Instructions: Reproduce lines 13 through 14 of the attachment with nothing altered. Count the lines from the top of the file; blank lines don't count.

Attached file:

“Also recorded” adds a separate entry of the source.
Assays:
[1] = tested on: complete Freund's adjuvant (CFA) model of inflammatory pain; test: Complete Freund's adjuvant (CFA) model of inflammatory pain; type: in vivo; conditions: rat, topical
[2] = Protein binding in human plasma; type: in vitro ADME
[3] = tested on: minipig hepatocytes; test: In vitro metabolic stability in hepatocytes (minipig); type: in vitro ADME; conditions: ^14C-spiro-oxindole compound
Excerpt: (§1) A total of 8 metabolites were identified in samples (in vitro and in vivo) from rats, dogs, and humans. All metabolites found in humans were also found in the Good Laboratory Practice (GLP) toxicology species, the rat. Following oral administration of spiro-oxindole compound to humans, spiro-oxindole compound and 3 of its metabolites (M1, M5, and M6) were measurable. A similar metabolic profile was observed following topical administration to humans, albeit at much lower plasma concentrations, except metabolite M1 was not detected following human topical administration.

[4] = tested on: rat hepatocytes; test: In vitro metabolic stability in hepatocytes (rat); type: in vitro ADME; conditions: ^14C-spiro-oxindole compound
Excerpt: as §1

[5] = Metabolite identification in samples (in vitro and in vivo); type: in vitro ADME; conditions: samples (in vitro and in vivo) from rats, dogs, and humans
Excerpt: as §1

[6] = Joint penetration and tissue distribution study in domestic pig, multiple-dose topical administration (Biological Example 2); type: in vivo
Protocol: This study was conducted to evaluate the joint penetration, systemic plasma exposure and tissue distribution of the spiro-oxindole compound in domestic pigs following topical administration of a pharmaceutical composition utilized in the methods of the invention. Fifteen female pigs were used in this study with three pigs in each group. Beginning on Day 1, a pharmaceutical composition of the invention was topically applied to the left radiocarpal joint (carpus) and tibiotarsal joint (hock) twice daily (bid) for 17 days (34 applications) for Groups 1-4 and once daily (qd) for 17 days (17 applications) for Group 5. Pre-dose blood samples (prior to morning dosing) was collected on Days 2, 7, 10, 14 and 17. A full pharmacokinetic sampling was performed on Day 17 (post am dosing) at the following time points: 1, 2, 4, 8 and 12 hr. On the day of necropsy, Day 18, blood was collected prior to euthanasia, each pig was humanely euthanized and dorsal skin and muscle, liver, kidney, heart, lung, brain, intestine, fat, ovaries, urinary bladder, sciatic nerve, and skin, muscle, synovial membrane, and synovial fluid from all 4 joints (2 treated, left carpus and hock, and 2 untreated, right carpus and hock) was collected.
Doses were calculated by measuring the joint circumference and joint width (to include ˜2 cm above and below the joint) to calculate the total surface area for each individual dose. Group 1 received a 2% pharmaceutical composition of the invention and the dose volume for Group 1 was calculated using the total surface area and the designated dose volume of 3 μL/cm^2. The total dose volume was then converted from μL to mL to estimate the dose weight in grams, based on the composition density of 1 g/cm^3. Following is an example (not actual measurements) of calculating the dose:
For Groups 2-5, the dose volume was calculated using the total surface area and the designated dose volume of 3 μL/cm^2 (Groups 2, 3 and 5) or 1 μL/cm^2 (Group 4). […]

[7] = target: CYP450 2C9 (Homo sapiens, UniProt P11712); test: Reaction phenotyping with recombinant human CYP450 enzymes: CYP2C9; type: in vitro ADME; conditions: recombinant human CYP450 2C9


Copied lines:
Doses were calculated by measuring the joint circumference and joint width (to include ˜2 cm above and below the joint) to calculate the total surface area for each individual dose. Group 1 received a 2% pharmaceutical composition of the invention and the dose volume for Group 1 was calculated using the total surface area and the designated dose volume of 3 μL/cm^2. The total dose volume was then converted from μL to mL to estimate the dose weight in grams, based on the composition density of 1 g/cm^3. Following is an example (not actual measurements) of calculating the dose:
For Groups 2-5, the dose volume was calculated using the total surface area and the designated dose volume of 3 μL/cm^2 (Groups 2, 3 and 5) or 1 μL/cm^2 (Group 4). […]